Tuttle & Nester Photo
1817 on the present site of the Rumsey works, two Waterloo and Seneca Falls along Greater Broadway as seen
years after Jenks Jenkins had started a tan yard on from the air
ground now covered by the Gould pump works.
One of the striking early events was the incorpor- enrolled. The academy long continued to prosper.
ation in 1813 of the Seneca Lock Navigation Co., The reflection of its early sturdy character is seen
which completed river improvements in 1816 and con- today in the splendid big public school, built a few
tinued operations until the state took over control years ago and still bearing the name of Mynderse
of the waterway. The early portage and subsequent Academy.
locks stimulated boat building. In 1814 the Adeline Organization of churches dates back into the earl-
was constructed, followed in 1816 by the Miller of iest history of the community. The Presbyterian
Seneca Falls, both boats Church was organized in a
• being in use on the Erie. barn of Col. Daniel Sayre,
The first newspaper in August 10, 1807; the Baptist
the village was the Seneca Church dates from 1828 and
Falls Journal, first issued in Trinity Episcopal Church
1829, followed by the Seneca from 1831. Though the Meth-
Falls Democrat, 1839. Seneca odist Church was not in-
Falls Register, 1835; Seneca corporated until 1829, meet-
County Courier, 1837; Sen- ings had been held by the
eca Falls Reveille, 1855. denomination in log homes
Seneca Falls was incor- as early as 1812. The old
porated as a village April ( Wesleyan Methodist Church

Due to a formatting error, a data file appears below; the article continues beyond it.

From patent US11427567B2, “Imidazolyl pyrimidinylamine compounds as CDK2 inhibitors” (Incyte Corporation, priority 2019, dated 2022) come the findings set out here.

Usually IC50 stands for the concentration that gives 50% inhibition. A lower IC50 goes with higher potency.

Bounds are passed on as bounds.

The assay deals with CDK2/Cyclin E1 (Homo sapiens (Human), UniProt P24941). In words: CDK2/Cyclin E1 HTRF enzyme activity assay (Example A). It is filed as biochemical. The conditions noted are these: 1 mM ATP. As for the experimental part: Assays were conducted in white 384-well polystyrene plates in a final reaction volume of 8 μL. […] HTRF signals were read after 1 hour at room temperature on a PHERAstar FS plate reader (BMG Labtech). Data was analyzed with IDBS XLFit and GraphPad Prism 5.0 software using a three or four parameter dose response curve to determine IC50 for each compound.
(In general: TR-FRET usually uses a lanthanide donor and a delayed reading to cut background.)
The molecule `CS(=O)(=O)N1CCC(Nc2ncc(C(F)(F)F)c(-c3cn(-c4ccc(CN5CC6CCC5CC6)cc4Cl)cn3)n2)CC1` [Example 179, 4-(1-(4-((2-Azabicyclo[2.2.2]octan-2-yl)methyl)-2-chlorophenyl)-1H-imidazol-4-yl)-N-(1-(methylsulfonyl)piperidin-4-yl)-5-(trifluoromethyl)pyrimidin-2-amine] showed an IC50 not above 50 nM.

22, 1831 and Ansel Bascom was an offshoot of the parent
was chosen first president. Methodist Church and or-
An amended village charter ganized in 1843. The Con-
was obtained in 1837. A gregational Church organ-
volunteer fire department of forty men was organized ized the following year.
in 1837. First steps toward macadamizing the streets It was in October, 1831 that the first Roman Cath-
were taken in 1844 and in 1860 still another charter olic congregation, composed of eight members, was
was procured, dividing the village into tour wards. formed in the village. The pioneer priest was Rev.
Five years later there was another charter revision. Francis O'Donohue of Syracuse, who occasionally
From the time when log houses formed the class visited the place. In 1835 a small frame church was
rooms, the school system of Seneca Falls has con- erected and from that start is the present edifice.
tinued to keep pace with the progress of changing But even before the organization of these churches,
times. Way back in the spring of 1832, Colonel Myn- profession of religion was apparent. Wherever the
derse donated a lot for an academy. A company was smoke of the settler's cabin rose, there went the cir-
formed and subscriptions taken for the erection of an cuit rider, bound on his mission of good. Methodists
academy building. The academy was incorporated were the first to reach the locality. LTpon mules and
in 1837 and a year later there were fifty-nine pupils horses they came, preaching both days and in the